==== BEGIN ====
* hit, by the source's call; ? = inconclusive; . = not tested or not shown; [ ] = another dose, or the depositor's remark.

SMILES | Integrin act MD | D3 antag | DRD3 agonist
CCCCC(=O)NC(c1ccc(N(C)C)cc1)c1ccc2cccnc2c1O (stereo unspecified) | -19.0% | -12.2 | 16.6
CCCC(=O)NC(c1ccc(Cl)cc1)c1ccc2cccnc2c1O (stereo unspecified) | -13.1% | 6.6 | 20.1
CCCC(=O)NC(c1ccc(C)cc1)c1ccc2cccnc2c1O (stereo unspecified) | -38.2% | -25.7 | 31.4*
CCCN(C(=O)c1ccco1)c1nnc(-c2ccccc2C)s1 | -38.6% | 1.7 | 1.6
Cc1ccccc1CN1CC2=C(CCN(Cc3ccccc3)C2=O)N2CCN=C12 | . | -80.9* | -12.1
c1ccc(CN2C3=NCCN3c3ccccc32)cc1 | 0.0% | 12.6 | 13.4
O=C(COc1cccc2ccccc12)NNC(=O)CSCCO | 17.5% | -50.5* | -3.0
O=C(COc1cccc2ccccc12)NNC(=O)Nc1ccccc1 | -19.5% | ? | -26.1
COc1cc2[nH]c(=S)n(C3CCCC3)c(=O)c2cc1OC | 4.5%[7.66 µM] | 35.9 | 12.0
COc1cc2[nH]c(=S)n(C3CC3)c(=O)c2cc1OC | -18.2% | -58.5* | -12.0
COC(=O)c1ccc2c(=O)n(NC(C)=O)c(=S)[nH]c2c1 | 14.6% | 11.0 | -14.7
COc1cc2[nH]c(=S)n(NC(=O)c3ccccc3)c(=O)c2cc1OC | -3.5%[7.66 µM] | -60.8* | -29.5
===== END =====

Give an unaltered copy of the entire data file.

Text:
* hit, by the source's call; ? = inconclusive; . = not tested or not shown; [ ] = another dose, or the depositor's remark.

SMILES | Integrin act MD | D3 antag | DRD3 agonist
CCCCC(=O)NC(c1ccc(N(C)C)cc1)c1ccc2cccnc2c1O (stereo unspecified) | -19.0% | -12.2 | 16.6
CCCC(=O)NC(c1ccc(Cl)cc1)c1ccc2cccnc2c1O (stereo unspecified) | -13.1% | 6.6 | 20.1
CCCC(=O)NC(c1ccc(C)cc1)c1ccc2cccnc2c1O (stereo unspecified) | -38.2% | -25.7 | 31.4*
CCCN(C(=O)c1ccco1)c1nnc(-c2ccccc2C)s1 | -38.6% | 1.7 | 1.6
Cc1ccccc1CN1CC2=C(CCN(Cc3ccccc3)C2=O)N2CCN=C12 | . | -80.9* | -12.1
c1ccc(CN2C3=NCCN3c3ccccc32)cc1 | 0.0% | 12.6 | 13.4
O=C(COc1cccc2ccccc12)NNC(=O)CSCCO | 17.5% | -50.5* | -3.0
O=C(COc1cccc2ccccc12)NNC(=O)Nc1ccccc1 | -19.5% | ? | -26.1
COc1cc2[nH]c(=S)n(C3CCCC3)c(=O)c2cc1OC | 4.5%[7.66 µM] | 35.9 | 12.0
COc1cc2[nH]c(=S)n(C3CC3)c(=O)c2cc1OC | -18.2% | -58.5* | -12.0
COC(=O)c1ccc2c(=O)n(NC(C)=O)c(=S)[nH]c2c1 | 14.6% | 11.0 | -14.7
COc1cc2[nH]c(=S)n(NC(=O)c3ccccc3)c(=O)c2cc1OC | -3.5%[7.66 µM] | -60.8* | -29.5